Category Archives: Muse

Walk with Me Here

Rearranging furniture in my living room today, something I used to do a lot of when I was younger. I don’t have a lot of options because I have a very large, heavy slab of giant sequoia sitting on three rocks as a “coffee table”. Finding ways to work within the confines of this massive presence, that I cannot move without big help, and the fact that it’s just me to do the moving — again.

Stopped to check email and found a link from Robert Wilkinson at Aquarius Papers talking about the dance between the planet mercury and the sun happening right now…with mercury in direct motion, racing ahead of the sun (making a “superior conjunction”)…he says, “At this conjunction, mind is no longer following life, trying to catch up to it. Now mind races forward as herald, catching glimpses of knowledge, perception, and understanding that shows us where life is headed in the near future….we’ll use the ‘fusion of life and mind’ to reconstruct, repair, and/or restore harmony, balance, and connections between the individual and the collective, and the links between the conscious and unconscious sides of life. This could mean links within us related to the past and some social wreckage we went through, or restoring some sort of inner harmony related to past ‘storms.’ Any repair or reconstruction work we do can show us the constructive results of prior destructive events that stimulated us to new accomplishments.”

Many people think the country is in big trouble (few political details needed) with waves of hopelessness, disgust, intense judgment of others, bullets flying for real and masquerading as words, spoken and written, with the real intention of causing harm to all life forms. I want to race beyond these old stuck mind-sets, personally and collectlively, and begin to live again in ways never-before-seen.

[“Walk with Me Here” digital collage mandala © Elsah Cort]


Three wishes…

[Looking for a genie in a bottle.]

1.   I wish I had made this art work.
2.   I wish I could make work like this in my own words.
3.   I wish I could see this work in person.
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Simon Evans

(for larger images go to this page click on image and then enjoy portfolio)


Everything I Have, 2008
Pen, paper, scotch tape, white out
60 1/4 X 40 1/8 inches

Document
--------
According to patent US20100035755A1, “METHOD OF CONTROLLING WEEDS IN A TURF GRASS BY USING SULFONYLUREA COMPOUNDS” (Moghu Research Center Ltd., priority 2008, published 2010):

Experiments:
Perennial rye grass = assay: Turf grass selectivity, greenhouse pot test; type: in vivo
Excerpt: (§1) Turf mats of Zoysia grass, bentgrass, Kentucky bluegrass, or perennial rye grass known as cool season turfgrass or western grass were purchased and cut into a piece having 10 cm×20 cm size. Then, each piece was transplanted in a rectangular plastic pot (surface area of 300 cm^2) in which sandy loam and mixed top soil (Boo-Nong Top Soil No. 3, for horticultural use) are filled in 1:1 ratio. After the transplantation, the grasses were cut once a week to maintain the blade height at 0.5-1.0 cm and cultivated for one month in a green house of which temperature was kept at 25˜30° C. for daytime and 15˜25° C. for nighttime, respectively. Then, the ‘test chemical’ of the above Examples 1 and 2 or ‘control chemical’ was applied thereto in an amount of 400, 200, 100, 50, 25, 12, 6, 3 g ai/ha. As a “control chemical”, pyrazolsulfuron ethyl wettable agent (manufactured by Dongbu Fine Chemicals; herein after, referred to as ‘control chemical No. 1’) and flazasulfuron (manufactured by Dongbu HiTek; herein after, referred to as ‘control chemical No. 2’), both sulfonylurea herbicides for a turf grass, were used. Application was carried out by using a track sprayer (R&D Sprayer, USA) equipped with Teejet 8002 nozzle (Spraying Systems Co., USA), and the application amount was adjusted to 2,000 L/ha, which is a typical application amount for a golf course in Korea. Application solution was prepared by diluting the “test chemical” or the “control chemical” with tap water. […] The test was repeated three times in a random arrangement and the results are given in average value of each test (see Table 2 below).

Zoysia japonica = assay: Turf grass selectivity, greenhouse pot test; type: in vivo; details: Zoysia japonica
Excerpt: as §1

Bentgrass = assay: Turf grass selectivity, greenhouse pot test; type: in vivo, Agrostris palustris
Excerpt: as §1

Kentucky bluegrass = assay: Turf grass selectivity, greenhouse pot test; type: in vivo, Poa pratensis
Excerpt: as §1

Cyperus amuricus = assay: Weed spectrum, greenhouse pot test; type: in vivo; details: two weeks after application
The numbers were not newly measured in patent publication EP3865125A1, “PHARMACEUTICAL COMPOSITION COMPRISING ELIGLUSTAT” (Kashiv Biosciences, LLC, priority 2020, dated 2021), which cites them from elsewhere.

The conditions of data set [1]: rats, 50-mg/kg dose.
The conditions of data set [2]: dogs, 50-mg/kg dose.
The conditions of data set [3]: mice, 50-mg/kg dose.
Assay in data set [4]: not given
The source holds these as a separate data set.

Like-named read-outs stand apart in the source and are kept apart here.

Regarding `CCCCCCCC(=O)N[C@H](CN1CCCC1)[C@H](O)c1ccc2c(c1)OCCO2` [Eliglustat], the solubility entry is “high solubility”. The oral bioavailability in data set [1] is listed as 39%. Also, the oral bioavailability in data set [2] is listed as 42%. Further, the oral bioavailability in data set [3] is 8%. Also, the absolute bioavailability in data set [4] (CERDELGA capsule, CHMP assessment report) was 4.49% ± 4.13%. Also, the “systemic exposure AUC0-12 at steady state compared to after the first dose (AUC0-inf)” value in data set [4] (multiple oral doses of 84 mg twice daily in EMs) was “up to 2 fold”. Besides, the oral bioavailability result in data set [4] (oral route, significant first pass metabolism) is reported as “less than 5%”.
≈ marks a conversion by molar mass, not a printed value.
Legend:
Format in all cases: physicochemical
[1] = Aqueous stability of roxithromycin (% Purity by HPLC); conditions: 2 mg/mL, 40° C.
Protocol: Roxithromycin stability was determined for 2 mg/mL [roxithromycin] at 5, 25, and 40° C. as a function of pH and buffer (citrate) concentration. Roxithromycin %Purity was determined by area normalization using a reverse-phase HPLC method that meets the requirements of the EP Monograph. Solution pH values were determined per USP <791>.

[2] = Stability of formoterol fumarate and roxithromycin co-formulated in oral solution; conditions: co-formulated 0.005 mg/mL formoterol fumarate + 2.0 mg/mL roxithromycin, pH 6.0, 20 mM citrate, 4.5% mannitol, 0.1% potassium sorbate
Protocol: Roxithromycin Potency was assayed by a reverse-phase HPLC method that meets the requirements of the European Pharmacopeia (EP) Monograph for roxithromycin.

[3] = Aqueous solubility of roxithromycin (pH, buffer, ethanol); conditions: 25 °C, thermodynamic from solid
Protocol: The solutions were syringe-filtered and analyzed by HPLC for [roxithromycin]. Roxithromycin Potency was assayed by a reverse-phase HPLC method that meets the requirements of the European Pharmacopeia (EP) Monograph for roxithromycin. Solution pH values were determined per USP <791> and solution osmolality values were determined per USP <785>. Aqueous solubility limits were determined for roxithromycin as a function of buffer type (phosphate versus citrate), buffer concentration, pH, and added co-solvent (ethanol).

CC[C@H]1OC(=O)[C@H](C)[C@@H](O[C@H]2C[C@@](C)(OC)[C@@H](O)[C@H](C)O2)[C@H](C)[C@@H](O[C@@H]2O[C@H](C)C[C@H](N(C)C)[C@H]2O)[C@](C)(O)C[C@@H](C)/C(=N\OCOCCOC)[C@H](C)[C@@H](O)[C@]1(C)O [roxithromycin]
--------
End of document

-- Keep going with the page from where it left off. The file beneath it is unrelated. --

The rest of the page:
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Symptoms of Loneliness, 2009
Pen, paper, scotch tape, correction fluid
28 1/2 X 39 3/8 inches
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One Hundred Mix CDs for New York, 2008
Mixed media
57 1/4 X 79 1/4 X 2 1/2 inches
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The story behind the art…

Saw a wonderful Indie movie on PBS last night called “Between the Folds” about the art of paper-folding (origami.) One artist, Chris Palmer, talked about how we only see about 1/3 of the art in any final artwork hung on a wall.  The real part of the art itself, the other 2/3, is in the making of it. This process is much more than the art itself. As he talked about this, he was carefully folding, unfolding, refolding about an 18 in square piece of paper for 5 hours as they filmed him.

Seeing the process of the art-making, or actually doing it yourself, is the profound part of the art: the story of it.  This is what the Three Rivers Artists’ Studio Tour is about, giving you glimpses of this process. It is about the artist and the space called the Studio, and what happens there because of the movement of the artist’s hands. Come to the Studio Tour on March 19-20-21 and let yourself be inspired to sprout the artist within you.

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More of the paper folding art:

Chris Palmer

Paul Jackson

Vincent Floderer

See links and descriptions of all the paper artists in the film here.


More ABC’s

googleearthalpha
from Google Earth taken over the Netherlands
via boingboing


Poetry: the land speaks and a cowboy listens

John Dofflemyer, another  “stream” from the Kaweah Land and Arts Festival, steward, rancher, poet living on Dry Creek in the Kaweah River Watershed:

This poem was posted September 21, 2009 on his Dry Crik Journal

IDLING

I grope in the shadows, run my hand
along the familiar and feel the soft
moss on forgotten piles of granite.

Surely a thread of grace appears
here in the half-light, illuminated
between the stone-cold dead

and the musty smell of living –
surely there is some solace
missed by the genius of science

in these scattered, fractured ruins
where I may rest my head and relax.
Off in the valley, bright head and

red tail lights stream urgently
to the churning wind above me,
the wings of ravens returning

from the fields, a squadron strung
high for miles to the oak trees
beyond the ridgelines we never see.

IMG_8432
©John Dofflemyer

Do you want some Dry Crik poetry books on your personal library shelf?
Find them here.


More from the land and arts festival…

Paul Buxman: painter and farmer from Dinuba

At the Kaweah Land and Arts Festival, Paul talked gently and reverently about his work and life.  He told us to live our life and then paint it, so that the art-making really becomes secondary to the actual living itself.  Many artists “live” for their art, instead letting the art emerge from the simple living of the life.  I loved having the wafts of oil paint scent come across the air at Kaweah Oaks Preserve as Paul painted on Saturday.

When you meet Paul one of these days, ask him to tell you about lazy susan on his kitchen table.